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Small business confidence sags as economic growth slows.

The mood of small business owners continued to sour in the second quarter according to a quarterly poll taken by the National Federation of Independent Business (NFIB). The NFIB small business optimism index dropped four points to 94 (1978=100), its lowest level since the fourth quarter of 1990.

NFIB Chief Economist William Dunkelberg pointed to a turnaround in the attitudes of small business owners in 1993. In the first quarter, when the index stood at 102.1, 38% of those polled believed the economy would improve in the six months ahead, while 11% expected a downturn. In July, only 9% looked for improved business conditions in the second half, while 41% expected a downturn.

Dunkelberg cited the slow pace of economic growth as the prime reason for sagging small business confidence. He expected the economy to grow at less than a 2% annual rate in the second half of 1993 as new taxes, more defense cuts and weakness in U.S. trading partners' economies took their toll.

As a result, small business jobs might be harder to find. Companies planning to increase employment in the third quarter fell to 13% of those polled, a decline of five percentage points from the previous survey. Companies planning employment cutbacks climbed to 12% of those polled, up from 11%.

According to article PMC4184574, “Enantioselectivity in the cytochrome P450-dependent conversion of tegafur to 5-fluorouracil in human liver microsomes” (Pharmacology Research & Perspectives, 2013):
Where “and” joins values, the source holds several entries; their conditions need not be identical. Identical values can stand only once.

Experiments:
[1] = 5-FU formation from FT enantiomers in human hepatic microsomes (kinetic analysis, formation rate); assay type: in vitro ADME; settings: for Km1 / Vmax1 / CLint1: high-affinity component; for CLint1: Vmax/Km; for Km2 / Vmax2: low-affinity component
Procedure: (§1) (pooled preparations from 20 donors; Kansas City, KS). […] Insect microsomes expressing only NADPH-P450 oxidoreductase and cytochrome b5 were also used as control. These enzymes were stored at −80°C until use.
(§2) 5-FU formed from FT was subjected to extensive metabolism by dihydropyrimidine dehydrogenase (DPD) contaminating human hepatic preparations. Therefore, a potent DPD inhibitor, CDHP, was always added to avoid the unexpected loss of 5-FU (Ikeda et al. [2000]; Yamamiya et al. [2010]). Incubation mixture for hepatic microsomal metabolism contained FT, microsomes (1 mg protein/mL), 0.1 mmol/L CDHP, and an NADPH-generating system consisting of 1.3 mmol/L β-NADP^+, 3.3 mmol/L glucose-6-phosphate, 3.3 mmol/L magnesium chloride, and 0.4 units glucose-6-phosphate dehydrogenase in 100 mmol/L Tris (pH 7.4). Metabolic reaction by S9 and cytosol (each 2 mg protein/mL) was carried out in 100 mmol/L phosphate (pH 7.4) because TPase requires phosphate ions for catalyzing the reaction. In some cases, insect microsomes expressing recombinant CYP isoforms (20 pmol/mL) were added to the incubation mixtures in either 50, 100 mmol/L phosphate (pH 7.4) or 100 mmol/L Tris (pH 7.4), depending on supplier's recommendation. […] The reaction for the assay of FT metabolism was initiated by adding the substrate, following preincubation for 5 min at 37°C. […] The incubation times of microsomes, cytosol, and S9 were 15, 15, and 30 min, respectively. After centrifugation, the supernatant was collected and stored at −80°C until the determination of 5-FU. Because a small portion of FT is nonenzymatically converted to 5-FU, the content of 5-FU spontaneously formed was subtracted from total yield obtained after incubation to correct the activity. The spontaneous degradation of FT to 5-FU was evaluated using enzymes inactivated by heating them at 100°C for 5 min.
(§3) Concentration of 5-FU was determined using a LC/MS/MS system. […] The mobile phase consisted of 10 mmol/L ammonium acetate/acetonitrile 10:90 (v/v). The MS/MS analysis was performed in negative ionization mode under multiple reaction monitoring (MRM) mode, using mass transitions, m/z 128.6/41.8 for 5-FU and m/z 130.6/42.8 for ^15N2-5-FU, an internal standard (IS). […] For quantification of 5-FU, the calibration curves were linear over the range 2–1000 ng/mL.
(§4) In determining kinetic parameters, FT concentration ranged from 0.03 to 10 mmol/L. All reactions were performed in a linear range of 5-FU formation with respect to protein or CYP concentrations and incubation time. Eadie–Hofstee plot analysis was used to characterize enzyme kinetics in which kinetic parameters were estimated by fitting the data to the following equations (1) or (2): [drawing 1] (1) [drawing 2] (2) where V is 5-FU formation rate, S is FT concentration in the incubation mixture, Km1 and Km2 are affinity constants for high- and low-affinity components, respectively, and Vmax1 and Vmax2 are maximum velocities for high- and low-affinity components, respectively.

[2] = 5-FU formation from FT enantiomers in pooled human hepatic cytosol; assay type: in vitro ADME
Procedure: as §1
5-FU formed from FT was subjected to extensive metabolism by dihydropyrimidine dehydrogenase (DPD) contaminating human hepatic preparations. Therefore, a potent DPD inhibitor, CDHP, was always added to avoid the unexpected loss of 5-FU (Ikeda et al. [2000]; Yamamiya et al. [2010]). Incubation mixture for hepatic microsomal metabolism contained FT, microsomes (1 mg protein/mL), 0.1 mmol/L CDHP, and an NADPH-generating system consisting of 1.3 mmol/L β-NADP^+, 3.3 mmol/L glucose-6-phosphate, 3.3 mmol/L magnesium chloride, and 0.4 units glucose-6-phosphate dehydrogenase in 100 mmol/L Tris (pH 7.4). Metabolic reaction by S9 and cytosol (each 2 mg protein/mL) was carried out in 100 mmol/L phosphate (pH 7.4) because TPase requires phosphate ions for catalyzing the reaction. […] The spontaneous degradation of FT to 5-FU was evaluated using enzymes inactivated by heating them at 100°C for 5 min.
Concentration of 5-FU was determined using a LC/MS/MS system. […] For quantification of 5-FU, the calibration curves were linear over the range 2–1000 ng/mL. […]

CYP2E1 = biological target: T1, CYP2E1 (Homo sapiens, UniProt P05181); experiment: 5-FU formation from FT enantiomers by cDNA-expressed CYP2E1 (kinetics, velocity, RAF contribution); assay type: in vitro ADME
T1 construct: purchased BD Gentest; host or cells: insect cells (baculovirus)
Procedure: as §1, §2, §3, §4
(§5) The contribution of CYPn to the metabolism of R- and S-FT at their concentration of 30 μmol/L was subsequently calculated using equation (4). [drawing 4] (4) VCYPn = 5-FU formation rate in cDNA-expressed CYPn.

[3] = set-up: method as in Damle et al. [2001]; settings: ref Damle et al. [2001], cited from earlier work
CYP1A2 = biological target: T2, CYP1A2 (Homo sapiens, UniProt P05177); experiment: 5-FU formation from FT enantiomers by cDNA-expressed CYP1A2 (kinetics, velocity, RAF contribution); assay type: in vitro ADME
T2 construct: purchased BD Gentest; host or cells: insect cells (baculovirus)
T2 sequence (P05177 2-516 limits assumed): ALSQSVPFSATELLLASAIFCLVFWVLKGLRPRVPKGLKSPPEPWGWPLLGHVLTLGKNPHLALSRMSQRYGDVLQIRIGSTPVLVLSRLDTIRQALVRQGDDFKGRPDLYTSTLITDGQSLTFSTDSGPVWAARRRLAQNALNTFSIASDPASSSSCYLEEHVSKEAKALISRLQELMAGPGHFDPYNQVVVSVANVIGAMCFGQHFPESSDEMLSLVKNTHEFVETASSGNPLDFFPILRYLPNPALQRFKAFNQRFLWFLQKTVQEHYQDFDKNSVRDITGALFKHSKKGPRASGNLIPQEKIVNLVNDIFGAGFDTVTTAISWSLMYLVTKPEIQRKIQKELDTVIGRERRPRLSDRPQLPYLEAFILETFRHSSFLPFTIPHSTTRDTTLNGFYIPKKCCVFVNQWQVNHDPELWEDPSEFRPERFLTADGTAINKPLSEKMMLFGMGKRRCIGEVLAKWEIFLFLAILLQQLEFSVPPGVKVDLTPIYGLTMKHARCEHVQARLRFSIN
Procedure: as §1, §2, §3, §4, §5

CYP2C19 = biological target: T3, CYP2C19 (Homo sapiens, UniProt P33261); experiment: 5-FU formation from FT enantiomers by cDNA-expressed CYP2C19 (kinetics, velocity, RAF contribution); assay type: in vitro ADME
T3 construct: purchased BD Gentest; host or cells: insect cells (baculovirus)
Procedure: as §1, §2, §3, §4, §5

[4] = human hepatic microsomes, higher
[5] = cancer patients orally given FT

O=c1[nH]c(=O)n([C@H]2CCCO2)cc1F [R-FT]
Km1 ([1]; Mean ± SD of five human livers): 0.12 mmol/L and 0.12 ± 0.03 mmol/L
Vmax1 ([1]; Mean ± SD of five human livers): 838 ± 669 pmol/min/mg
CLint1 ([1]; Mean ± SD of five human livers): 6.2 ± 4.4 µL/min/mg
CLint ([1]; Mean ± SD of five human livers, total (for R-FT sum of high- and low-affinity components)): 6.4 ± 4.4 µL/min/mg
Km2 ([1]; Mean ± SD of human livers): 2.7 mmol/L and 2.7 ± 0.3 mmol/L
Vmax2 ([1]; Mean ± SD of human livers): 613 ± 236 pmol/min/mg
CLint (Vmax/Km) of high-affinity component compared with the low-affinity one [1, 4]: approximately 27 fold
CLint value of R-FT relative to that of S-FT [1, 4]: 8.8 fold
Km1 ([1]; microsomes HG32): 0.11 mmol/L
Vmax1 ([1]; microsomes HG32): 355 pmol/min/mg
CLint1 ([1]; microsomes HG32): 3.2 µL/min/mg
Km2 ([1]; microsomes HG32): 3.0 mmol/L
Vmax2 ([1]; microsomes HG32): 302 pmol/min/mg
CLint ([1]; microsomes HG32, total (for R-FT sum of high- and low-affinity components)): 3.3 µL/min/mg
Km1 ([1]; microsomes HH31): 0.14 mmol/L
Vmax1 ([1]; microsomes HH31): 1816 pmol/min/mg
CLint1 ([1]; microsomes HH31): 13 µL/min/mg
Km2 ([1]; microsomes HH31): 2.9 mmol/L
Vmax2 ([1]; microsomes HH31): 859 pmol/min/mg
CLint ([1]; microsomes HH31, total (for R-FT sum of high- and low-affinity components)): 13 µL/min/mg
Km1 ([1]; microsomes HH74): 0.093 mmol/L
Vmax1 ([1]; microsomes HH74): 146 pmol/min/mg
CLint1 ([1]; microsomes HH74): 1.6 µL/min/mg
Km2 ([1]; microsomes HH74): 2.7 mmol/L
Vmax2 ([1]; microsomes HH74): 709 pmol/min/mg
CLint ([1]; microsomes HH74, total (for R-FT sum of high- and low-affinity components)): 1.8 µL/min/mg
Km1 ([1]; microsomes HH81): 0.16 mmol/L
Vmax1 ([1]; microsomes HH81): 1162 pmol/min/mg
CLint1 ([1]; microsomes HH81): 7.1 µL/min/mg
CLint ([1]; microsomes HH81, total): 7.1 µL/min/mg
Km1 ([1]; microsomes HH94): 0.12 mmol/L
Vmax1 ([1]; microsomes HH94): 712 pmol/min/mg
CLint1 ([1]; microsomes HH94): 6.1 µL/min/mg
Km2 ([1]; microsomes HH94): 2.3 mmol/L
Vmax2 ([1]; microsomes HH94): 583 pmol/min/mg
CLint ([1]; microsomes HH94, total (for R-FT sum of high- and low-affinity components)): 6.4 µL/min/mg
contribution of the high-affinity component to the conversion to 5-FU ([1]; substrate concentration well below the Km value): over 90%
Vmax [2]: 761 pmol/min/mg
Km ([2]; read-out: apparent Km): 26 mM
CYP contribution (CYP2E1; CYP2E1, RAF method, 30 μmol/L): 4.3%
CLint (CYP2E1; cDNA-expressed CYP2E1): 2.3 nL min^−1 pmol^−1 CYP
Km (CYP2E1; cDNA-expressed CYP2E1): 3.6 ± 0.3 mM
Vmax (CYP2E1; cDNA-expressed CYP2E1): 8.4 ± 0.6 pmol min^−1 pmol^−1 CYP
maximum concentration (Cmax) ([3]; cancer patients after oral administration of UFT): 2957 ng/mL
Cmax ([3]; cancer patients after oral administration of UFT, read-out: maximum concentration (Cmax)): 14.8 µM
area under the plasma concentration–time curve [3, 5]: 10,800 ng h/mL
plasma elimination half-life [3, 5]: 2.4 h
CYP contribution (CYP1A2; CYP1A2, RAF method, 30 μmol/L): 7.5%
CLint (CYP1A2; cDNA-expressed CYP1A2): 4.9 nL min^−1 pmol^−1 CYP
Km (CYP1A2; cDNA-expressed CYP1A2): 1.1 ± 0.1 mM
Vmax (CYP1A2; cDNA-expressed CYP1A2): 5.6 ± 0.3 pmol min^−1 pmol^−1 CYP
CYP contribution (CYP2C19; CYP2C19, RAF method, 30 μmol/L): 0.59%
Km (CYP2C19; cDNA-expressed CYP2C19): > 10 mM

James R. Downey, owner and president of Kaune Corp., a food retailer in Santa Fe, New Mexico, agreed the outlook for economic growth was limited. "Any hopes have been dashed," he said, "by nex taxes and the potential for additional health care costs." He added, "I just received a notice from a supplier announcing that it had raised prices for the first time in four years specifically because of higher taxes on subchapter S corporations." He concluded, "The NFIB's growth forecast for the second half of the year might be on the optimistic side."
COPYRIGHT 1993 American Institute of CPA's
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Copyright 1993, Gale Group. All rights reserved. Gale Group is a Thomson Corporation Company.

Article Details
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Publication:Journal of Accountancy
Article Type:Brief Article
Date:Nov 1, 1993
Words:311
Previous Article:1993 Federal Financial Management Status Report issued.
Next Article:Credit unions' growth continues to outpace banks'.
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